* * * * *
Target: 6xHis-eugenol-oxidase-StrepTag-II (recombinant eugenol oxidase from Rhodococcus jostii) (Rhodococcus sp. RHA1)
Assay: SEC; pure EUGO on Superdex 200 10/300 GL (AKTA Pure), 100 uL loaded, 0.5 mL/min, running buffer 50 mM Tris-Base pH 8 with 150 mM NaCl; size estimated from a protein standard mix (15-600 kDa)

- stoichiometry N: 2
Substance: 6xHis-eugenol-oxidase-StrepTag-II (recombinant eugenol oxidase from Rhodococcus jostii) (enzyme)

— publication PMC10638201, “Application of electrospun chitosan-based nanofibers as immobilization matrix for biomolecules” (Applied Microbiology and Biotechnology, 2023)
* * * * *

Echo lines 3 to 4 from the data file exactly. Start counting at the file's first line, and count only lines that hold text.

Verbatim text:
- stoichiometry N: 2
Substance: 6xHis-eugenol-oxidase-StrepTag-II (recombinant eugenol oxidase from Rhodococcus jostii) (enzyme)